Scorpion: Kill Screen Review

The secret level to a video game might be killing people and it’s beginning to feel like Scorpion is back from hiatus. Here is our review.

“Well I guess we all have our hidden talents.”

Scorpion is back, you guys! And surely you’ve all been eagerly waiting with frothy maws open for when Scorpion was going to return from its winter break, and that time is now. Those wacky, implausible geniuses are back.

We’re treated to actually a fairly interesting introduction where we see a child playing a video game and as he mows down people in the game, we see real life CIA agents in a safe house getting shot down and killed. It almost feels more like an opening from an X-Files episode than what we’re used to here, and then things take another twist when it’s not just any child that’s playing this video game, but Ralph, Paige’s son. He’s unlocked a secret level in his game, and it seems to be one that bridges the gap between video game and reality…kind of.

It’s a wise decision on the show’s part to focus on Ralph for this episode, and it brings an interesting focus to it all. I always think it’s illuminating to see what shows like this do in their 13th episode—what was designed to be their finale before their order got extended—with what sort of message they want to go out on. The show explores the inevitable angle of Ralph also being some spectrum-hugging prodigy who would make a perfect future Scorpion member. We see him encrypting at a genius level to get to Overt Target’s hidden level, which apparently was locked away in the “dark web” and an otherwise inaccessible website. Only Ralph and one other gamer were able to reach it, and so that makes the other party the killer.

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It’s a little ridiculous that the CIA really treats Ralph like the culprit when it’s beyond obvious that it must be the other guy. Ralph’s future being ruined by all of this is repeatedly tossed around and it feels like it’s only being done to draw parallels between his current situation and what Walter went through before Cabe stepped in and saved him (a connection that’s also outright mentioned).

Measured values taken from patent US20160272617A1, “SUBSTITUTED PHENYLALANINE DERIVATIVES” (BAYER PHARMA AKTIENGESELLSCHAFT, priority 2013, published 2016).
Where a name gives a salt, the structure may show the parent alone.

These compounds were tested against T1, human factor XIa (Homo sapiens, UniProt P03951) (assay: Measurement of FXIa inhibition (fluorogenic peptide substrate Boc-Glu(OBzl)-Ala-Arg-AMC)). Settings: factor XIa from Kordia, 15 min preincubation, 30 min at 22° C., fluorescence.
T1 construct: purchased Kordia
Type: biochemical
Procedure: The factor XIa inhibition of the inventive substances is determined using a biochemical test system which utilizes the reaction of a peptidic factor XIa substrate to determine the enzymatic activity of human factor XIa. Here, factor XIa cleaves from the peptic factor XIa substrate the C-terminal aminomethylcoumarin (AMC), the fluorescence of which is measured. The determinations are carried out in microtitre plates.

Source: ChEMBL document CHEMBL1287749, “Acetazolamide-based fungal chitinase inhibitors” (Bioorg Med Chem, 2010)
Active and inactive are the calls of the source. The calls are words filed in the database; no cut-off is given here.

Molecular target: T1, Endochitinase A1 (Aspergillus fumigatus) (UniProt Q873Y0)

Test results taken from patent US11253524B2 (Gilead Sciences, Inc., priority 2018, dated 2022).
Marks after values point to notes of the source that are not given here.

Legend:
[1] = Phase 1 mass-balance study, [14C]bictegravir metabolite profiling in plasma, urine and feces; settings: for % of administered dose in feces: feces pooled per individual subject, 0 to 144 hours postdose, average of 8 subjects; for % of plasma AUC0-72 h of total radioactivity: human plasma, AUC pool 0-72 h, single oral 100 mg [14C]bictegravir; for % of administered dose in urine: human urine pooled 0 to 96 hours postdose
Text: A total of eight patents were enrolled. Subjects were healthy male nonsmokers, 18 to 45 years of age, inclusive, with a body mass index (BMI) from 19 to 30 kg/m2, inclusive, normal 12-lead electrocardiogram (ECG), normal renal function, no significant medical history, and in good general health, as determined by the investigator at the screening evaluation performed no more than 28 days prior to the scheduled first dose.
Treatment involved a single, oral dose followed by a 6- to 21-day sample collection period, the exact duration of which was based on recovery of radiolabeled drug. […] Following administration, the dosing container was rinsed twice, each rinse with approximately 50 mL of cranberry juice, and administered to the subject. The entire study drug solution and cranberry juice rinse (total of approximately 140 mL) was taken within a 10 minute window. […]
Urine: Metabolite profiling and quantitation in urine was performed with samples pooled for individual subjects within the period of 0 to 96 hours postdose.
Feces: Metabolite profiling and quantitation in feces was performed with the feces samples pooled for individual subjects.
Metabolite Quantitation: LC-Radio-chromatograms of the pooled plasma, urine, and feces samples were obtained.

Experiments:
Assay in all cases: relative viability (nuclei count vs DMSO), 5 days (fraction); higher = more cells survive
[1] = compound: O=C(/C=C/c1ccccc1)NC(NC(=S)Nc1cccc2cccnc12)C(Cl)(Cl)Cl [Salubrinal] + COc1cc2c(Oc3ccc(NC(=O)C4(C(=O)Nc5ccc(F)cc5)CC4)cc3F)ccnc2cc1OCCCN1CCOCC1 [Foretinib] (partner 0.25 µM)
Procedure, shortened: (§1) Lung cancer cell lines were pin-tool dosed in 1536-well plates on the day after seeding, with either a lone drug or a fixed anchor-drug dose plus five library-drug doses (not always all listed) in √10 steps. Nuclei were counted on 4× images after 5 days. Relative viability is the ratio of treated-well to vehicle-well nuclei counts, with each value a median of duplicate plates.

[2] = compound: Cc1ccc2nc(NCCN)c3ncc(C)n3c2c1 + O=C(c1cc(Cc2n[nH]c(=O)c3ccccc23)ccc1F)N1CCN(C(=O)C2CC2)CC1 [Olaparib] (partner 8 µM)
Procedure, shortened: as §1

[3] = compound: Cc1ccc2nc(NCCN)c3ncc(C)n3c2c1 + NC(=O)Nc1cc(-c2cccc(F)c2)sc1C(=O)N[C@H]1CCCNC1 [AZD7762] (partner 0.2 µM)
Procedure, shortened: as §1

Ralph acts as the perfect catalyst to a lot of the roving relationships throughout the series. Paige feels like Walter has betrayed her and manipulated Ralph by introducing Ralph to the dark/deep web in the first place. Ralph’s father naturally shows up too and we see Walter and him butting heads over Ralph and over Paige, and while this all works well enough, it feels no different than what we’ve been seeing in the past few episodes from Ralph’s dad, and at this point it’s starting to feel repetitive, which is a waste because this is actually one of the few episodes where this fractured triangle makes sense.

Searching for the actual villain here takes Team Scorpion into a seedy, underground gaming convention, which embraces a number of stereotypes and convenient, outdated caricatures. But hey, we learn that Sylvester is really good at “Jurassic Bash”, which is surely crucial story development that’s going to come into play in the season finale. All of this leads to some flashy car chases, some slap-dash MacGuyver-ing, and a messy stabbing that culminates in basically Ralph needing to play Overt Target as he coaches Team Scorpion on what to do as layers continue to bleed together. Ralph talking these guys through it all plays out pretty much exactly how you think it would, and it doesn’t help that the actor playing Ralph seems to be the least on the ball that he’s ever been in this episode. He really seems to be checked out and a lot of his material falls flat accordingly, which is really too bad.

As we move into the back end of the season now, it’s comforting to see Scorpion moving the magnifying glass onto some of the more neglected characters, even if it is repetitive. Between this week’s set-up and the plotting of some of the more recent efforts, it feels as if these guys also have a better hold on at least establishing the premise for a creative episode, even if the follow-through is consistently getting bogged down. As a final episode, this one would have been largely disappointing, but as a midway point, it acts as a welcome piece that shows where the stories are heading, and how comfortable the relationships are becoming.

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3 out of 5